Carrefour Brasil said it deeply regretted what it called a brutal death and took steps to ensure those responsible were legally punished
(Corrects year in penultimate paragraph to 1888 from 1899)
SAO PAULO, Nov 20 (Reuters) - Carrefour Brasil said on Friday it had terminated the contract of the security firm whose employees had beaten to death a Black man at one of its supermarkets in the southern Brazilian city of Porto Alegre.
Citing the Rio Grande do Sul state military police, Cable news channel G1 said the incident occurred late on Thursday when a store employee called security after the man threatened to attack her.
Amateur footage of the fatal beating and tributes to the Black victim were published on social media. He was identified in local media by his father as 40-year-old Joao Alberto Silveira Freitas.
In a statement Carrefour Brasil, the local unit of France's Carrefour SA, said it deeply regretted what it called a brutal death and said it immediately took steps to ensure those responsible were legally punished.
It said it would terminate the contract with the security firm, fire the employee in charge of the store at the time of the incident, and close the store as a mark of respect.
The military police said in a statement it "reaffirms its commitment to defending fundamental rights, and its vehement rejection of all acts of violence, discrimination and racism."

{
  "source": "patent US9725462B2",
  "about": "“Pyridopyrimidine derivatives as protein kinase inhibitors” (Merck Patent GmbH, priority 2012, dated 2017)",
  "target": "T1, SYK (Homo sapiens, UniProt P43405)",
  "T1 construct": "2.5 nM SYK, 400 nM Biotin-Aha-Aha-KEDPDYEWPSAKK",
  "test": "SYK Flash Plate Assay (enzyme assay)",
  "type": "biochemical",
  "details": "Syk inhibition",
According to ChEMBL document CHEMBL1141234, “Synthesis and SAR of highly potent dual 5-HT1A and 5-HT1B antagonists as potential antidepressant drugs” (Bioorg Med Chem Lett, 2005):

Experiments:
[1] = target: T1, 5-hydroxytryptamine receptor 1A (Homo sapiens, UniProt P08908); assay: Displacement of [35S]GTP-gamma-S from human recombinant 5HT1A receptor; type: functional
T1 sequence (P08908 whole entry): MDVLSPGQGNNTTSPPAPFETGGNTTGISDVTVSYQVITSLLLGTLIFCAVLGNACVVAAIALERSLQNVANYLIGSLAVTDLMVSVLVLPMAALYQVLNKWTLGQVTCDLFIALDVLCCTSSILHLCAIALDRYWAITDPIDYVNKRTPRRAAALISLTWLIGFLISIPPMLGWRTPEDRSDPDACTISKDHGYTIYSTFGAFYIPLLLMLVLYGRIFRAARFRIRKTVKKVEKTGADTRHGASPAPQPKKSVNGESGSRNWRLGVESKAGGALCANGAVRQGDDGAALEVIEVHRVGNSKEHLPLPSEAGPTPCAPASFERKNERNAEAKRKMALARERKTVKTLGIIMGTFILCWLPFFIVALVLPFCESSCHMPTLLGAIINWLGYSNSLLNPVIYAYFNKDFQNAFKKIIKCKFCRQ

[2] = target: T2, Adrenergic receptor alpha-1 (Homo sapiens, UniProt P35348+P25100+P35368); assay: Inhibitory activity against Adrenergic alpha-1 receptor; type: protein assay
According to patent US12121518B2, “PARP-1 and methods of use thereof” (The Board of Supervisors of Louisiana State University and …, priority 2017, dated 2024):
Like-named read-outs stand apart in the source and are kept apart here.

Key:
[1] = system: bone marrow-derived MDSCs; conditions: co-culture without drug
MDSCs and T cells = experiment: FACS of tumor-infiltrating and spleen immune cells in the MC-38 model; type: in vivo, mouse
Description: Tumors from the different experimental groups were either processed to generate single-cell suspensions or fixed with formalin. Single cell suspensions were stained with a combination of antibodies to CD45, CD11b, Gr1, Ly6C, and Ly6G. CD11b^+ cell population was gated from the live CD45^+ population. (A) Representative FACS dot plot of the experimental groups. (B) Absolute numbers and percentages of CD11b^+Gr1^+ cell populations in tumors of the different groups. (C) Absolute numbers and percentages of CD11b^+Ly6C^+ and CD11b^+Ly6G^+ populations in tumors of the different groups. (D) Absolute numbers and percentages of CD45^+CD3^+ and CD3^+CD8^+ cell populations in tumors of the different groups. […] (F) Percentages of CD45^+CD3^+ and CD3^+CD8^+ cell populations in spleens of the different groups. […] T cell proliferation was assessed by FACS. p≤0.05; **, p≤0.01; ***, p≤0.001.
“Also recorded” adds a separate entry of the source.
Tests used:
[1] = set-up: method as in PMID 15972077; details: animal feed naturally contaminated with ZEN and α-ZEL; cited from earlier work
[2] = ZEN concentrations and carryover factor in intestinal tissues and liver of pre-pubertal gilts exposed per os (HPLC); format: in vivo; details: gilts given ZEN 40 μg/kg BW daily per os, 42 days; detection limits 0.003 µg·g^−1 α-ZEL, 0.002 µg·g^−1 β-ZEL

The statement also said one of the security guards involved in the attack was an off-duty military policeman.
A Reuters photographer saw Black city council members protesting outside the supermarket, and a larger anti-racism demonstration was planned there for later on Friday, a Black Consciousness holiday in several cities across Brazil.
Brazilians like to think of their country as a racial democracy and far-right President Jair Bolsonaro denies the presence of racism. But the influence of slavery abolished in 1888 is still evident.
Black Brazilians make up 64% of the country's unemployed, die younger and are almost three times as likely to be victims of homicide, according to 2019 government data. (Reporting by Alberto Alerigi Jr, Jamie McGeever and Anthony Boadle; Editing by Howard Goller)